The dispute between political parties and the Utah government regarding SB54 could soon be settled through mediation. The judge overseeing the case told the Utah Constitutional Party and Utah Republican Party they have a week to reach an agreement with the Attorney General’s office regarding who will facilitate the mediation.
Lawmakers agree that finding mediation could be a challenge. They are not against attempt at mediation, but their hopes are not very high there will be success. They point out that regardless of the outcome of mediation, the Attorney General is forced to defend the laws on the books. Essentially, mediation might not end the dispute. If an agreement were reached to change the existing law, the legislative process would still be required.
Already, lawmakers have stated they are willing to negotiate, but they will not give into demands that require them to abide by a law that is unconstitutional.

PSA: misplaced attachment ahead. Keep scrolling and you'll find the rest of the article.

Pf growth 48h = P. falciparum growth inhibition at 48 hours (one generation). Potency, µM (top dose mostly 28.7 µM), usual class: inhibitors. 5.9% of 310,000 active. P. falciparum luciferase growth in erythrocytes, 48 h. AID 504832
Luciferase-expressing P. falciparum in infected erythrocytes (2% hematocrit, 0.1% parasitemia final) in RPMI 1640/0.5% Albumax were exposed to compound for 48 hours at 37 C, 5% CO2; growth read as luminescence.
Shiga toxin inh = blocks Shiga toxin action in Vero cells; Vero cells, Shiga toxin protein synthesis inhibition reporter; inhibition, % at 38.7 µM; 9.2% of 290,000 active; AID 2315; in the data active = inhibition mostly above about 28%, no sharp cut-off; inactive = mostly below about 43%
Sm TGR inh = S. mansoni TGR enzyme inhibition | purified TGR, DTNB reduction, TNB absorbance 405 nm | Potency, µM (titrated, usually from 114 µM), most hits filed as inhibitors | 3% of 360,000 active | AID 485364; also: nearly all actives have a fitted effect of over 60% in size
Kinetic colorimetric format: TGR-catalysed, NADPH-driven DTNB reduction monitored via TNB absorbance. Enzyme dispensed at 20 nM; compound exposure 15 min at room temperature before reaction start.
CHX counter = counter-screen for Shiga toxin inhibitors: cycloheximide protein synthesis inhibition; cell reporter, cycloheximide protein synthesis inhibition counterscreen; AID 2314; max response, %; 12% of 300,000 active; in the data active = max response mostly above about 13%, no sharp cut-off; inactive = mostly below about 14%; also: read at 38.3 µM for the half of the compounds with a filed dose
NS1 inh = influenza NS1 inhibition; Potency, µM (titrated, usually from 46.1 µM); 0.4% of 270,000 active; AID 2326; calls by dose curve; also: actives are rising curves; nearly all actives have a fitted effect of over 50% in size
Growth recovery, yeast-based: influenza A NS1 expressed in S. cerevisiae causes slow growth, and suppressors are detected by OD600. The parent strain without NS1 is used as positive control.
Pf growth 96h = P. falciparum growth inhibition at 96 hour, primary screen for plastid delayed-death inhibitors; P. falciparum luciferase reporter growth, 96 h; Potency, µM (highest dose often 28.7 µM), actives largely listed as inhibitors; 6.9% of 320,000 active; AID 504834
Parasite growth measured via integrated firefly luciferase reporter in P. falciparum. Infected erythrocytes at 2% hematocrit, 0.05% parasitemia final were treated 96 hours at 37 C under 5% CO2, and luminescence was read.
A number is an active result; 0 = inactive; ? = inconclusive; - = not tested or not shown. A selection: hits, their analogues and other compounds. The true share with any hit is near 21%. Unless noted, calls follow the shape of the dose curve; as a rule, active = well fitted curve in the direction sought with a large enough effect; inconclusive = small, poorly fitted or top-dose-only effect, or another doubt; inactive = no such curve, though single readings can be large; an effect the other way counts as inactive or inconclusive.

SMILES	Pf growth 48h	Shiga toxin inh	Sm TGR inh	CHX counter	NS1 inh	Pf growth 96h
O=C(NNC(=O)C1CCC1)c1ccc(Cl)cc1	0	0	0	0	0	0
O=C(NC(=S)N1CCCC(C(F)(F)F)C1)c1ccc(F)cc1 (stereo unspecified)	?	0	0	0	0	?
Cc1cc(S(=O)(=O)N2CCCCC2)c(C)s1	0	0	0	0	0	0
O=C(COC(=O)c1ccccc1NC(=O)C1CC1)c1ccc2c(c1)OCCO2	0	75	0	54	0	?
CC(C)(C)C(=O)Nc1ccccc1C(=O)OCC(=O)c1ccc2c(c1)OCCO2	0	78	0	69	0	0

The law in question is SB54. If passed, the law would change how political parties nominate their candidates for elections. The law was written as a compromise between the legislature and a group called Count My Vote, which sought to eliminate the caucus and convention system in favor of direct primaries.
The law would create a dual path, allowing parties to keep the caucus and convention system, but also allow candidates onto their party’s ballot through a signature gathering process. Count My Vote wants to ensure individual citizen opinions are heard and they believe the best way to do so is by changing the way in which candidates are elected. The legislature believes the proposal could be unconstitutional and is opposed to it.